Five great looking clips from Festivus Film Festival
The Festivus Film Festival is getting ready to kick off tonight at the Bug Theatre, and we figured it was as good as time as any to dig into the festival schedule and try to find some stuff worth seeing. With somewhere around 60 films on display, there should be something for everyone, with large blocks of time dedicated to short films, local films and comedies spread throughout the weekend. Click through to see the five we're most excited about.
5. True Nature
Thursday, 6:45 p.m., at the Bug Theatre
True Nature looks like a mesh between a thriller and horror movie. It follows the story of the Pascal family, whose daughter, Marianne, disappears while jogging, only to return a year later with no memory of the event. There is certainly something weird going on, but as far as we can tell, the film is going to withhold any truths until the very end.
4. Walled City
Friday, 4 p.m., at the Oriental Theater, as part of the "Twisted Tales Short Films" block
Walled City is really just a teaser of everything else that will be showing during the "Twisted Tales Short Films" section of the weekend, but its mix between 2D and 3D with a clear homage to graphic novels is hard not to be impressed by.
3. Boy Wonder
Friday, 6:45 p.m., at the Oriental Theater
We've seen this story time and time again in superhero movies, but judging by the trailer, it looks like Boy Wonder is taking the idea of a boy seeking vengeance for a childhood crime in a very serious manner, without the tights. We didn't even realize we wanted a serious revenge fantasy movie until we caught glimpse of this one.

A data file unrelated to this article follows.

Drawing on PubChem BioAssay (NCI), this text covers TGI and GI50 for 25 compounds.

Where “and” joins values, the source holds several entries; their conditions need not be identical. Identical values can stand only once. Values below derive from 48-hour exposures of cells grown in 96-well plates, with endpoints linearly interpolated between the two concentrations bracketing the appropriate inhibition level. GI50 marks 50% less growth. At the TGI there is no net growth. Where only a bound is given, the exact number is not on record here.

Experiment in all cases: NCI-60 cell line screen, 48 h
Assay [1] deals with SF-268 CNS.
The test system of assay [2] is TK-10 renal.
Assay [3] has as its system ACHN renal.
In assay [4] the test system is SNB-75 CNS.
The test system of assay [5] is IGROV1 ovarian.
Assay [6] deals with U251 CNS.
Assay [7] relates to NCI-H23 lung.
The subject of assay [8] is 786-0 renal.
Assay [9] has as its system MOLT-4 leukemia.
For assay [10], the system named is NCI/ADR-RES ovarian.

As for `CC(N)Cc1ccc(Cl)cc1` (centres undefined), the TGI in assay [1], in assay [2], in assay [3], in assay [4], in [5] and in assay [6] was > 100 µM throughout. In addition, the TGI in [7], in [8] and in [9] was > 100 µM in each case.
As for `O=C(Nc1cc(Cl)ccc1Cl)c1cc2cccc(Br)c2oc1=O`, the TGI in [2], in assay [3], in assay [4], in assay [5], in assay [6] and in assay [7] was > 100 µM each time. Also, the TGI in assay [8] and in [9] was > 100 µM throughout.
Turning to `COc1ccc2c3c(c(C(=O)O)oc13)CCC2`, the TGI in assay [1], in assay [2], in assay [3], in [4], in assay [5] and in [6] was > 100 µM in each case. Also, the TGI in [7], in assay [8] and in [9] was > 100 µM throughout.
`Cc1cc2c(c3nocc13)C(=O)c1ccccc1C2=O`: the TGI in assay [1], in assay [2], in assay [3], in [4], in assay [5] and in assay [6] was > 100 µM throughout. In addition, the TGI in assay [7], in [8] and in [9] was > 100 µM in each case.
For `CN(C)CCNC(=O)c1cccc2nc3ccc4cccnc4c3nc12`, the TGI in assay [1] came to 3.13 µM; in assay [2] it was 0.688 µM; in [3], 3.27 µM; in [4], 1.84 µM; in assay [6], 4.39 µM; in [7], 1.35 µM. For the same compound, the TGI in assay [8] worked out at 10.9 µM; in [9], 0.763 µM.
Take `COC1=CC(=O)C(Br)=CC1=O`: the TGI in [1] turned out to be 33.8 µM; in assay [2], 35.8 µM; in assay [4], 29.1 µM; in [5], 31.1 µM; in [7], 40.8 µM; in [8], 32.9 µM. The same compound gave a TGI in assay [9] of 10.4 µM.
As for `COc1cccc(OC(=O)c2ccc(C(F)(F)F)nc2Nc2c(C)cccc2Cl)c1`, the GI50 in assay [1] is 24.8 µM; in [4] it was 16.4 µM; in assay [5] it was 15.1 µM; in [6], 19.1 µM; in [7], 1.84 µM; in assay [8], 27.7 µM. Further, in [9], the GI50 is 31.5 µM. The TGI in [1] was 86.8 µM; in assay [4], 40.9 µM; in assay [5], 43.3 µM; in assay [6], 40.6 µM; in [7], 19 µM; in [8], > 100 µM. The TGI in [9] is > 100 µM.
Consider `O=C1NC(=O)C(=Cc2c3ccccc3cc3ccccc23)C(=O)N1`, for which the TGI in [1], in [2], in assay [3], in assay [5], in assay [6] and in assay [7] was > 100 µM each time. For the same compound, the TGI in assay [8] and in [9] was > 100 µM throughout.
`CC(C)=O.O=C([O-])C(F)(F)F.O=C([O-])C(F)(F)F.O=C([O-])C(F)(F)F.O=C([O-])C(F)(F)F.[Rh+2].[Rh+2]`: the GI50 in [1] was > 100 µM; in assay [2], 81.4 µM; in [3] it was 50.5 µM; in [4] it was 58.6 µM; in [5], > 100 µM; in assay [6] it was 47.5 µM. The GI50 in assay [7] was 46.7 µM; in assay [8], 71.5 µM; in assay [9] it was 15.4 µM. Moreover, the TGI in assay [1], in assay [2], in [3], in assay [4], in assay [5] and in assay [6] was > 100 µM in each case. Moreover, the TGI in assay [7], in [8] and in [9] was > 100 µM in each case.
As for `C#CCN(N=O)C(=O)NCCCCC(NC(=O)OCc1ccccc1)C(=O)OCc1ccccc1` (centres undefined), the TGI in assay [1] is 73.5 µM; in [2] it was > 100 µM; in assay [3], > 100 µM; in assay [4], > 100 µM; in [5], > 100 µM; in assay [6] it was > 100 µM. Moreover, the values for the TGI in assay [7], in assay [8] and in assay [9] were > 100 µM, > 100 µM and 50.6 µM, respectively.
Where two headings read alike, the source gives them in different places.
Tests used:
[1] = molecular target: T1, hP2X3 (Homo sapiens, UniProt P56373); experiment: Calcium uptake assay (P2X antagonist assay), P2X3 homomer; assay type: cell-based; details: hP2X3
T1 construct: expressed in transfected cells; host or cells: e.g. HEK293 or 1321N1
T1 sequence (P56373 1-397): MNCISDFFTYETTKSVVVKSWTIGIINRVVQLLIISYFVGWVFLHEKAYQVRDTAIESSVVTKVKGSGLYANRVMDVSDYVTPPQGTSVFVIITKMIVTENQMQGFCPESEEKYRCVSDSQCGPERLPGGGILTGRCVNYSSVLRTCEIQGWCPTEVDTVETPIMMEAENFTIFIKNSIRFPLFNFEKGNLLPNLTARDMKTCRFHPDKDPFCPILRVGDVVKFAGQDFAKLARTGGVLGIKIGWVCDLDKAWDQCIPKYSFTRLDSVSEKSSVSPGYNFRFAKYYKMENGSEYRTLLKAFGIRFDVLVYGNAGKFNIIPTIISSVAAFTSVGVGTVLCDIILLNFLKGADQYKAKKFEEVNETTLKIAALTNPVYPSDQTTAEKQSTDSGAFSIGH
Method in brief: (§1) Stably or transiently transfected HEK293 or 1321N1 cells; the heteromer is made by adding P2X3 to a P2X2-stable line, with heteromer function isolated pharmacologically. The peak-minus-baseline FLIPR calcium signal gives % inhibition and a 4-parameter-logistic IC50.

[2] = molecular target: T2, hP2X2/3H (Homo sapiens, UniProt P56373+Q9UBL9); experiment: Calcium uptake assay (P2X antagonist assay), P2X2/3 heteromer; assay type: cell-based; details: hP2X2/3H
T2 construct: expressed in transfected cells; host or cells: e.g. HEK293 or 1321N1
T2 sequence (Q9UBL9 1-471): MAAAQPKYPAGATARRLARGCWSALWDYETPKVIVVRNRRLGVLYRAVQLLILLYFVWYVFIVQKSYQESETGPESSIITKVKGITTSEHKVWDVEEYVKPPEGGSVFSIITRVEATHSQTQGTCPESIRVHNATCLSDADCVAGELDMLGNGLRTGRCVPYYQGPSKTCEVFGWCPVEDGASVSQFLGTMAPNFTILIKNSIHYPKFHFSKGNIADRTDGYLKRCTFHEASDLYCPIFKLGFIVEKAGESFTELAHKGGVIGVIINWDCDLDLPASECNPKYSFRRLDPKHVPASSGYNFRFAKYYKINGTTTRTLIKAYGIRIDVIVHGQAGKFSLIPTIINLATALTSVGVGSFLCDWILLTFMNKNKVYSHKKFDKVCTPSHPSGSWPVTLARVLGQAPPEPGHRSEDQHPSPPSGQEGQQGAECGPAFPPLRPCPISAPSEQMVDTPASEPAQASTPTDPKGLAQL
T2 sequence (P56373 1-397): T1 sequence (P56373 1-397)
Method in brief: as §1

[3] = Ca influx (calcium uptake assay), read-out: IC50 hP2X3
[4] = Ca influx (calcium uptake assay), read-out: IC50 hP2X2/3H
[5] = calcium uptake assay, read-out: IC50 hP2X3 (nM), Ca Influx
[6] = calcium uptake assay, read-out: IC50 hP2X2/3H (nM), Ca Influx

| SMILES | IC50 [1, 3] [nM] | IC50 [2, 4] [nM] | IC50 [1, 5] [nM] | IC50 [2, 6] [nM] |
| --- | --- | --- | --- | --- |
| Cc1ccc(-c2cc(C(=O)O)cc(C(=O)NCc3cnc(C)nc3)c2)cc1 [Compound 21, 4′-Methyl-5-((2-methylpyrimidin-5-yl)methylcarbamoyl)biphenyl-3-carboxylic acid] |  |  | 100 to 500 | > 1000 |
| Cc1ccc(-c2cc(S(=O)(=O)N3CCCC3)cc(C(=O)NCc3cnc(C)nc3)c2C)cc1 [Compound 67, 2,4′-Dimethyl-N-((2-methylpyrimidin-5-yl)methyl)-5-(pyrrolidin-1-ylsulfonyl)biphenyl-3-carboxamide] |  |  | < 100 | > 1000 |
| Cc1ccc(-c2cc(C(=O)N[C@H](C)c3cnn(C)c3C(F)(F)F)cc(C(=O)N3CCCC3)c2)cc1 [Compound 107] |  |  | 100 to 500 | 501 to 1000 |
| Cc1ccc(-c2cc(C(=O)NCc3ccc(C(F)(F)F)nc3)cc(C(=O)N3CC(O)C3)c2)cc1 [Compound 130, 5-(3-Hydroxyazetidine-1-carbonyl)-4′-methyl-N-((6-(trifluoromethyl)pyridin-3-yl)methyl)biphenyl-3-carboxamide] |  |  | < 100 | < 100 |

Sunday, 7 p.m., at the Bug Theatre, as part of the "Locals Only Colorado Film Showcase"
Dreamscapes kind of looks like a cross between, eh, Dreamscape (starring Dennis Quaid) and Inception, but in a nice, condensed form. As it's an indie film, we'd expect there to be a little more science involved, but it's hard to say for sure.
1. David Wants to Fly
Saturday, 8 p.m. at the Oriental Theater
Indie documentaries have an uncanny knack of picking up on the weird and the unusual, and David Wants to Fly seems to hone in on that idea. We honestly can't tell if this is supposed to be a comedy or a very serious look at transcendental meditation, but it looks cool either way.
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